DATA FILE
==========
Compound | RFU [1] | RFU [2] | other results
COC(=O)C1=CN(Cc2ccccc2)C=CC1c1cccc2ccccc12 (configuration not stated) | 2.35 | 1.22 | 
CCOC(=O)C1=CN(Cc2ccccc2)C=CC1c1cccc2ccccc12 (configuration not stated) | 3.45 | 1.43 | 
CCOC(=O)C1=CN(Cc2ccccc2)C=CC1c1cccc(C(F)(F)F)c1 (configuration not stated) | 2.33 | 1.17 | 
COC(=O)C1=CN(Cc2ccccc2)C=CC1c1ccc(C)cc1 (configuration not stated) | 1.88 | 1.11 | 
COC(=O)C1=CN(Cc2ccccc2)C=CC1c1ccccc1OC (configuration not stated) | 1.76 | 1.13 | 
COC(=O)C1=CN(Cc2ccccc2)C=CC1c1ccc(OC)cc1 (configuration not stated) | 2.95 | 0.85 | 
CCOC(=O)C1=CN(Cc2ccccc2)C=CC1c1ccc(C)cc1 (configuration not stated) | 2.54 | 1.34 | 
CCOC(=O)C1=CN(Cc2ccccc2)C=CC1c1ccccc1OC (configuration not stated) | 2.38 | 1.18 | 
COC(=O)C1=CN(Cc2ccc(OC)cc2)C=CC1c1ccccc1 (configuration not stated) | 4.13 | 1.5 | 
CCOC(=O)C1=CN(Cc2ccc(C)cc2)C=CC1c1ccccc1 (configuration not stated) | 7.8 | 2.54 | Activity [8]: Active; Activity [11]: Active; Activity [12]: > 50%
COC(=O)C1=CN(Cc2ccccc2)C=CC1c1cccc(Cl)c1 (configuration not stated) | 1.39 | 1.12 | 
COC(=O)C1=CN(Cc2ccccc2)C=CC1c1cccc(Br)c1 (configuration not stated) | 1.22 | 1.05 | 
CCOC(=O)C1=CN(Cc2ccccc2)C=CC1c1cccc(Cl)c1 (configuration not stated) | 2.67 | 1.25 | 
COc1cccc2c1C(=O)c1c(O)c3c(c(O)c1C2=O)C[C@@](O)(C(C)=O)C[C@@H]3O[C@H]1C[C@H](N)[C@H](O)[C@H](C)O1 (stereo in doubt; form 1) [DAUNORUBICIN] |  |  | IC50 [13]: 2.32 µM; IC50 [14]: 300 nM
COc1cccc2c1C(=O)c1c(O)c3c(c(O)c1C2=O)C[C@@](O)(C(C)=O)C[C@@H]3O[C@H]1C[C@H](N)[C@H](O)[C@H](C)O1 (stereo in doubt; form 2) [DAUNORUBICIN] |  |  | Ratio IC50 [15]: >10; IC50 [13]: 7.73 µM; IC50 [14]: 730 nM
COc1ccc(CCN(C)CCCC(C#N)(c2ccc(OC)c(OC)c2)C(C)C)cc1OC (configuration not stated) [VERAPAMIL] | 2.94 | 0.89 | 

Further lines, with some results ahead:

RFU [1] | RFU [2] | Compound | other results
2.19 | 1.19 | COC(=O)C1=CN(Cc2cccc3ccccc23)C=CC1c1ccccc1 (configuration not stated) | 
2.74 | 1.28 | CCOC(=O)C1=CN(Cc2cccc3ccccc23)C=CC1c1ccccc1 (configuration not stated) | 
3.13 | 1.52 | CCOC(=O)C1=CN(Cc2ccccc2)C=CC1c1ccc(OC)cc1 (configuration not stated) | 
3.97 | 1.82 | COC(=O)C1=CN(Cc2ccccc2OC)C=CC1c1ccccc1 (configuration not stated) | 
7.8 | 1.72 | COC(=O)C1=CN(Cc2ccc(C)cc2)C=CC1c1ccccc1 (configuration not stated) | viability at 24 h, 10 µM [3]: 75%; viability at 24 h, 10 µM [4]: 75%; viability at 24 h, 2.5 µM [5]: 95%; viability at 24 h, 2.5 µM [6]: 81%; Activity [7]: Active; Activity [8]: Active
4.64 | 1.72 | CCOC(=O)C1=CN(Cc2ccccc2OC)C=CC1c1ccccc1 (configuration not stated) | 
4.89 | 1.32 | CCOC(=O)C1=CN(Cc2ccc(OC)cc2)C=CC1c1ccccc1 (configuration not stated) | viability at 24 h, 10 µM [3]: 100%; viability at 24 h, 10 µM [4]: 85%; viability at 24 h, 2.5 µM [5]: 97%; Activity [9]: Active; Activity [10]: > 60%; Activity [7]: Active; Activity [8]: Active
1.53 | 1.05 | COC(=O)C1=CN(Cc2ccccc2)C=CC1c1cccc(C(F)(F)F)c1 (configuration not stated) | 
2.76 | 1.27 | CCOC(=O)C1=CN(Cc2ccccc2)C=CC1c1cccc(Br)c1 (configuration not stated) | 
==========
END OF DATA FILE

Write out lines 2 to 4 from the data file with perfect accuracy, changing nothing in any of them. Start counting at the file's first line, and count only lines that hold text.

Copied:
COC(=O)C1=CN(Cc2ccccc2)C=CC1c1cccc2ccccc12 (configuration not stated) | 2.35 | 1.22 | 
CCOC(=O)C1=CN(Cc2ccccc2)C=CC1c1cccc2ccccc12 (configuration not stated) | 3.45 | 1.43 | 
CCOC(=O)C1=CN(Cc2ccccc2)C=CC1c1cccc(C(F)(F)F)c1 (configuration not stated) | 2.33 | 1.17 | 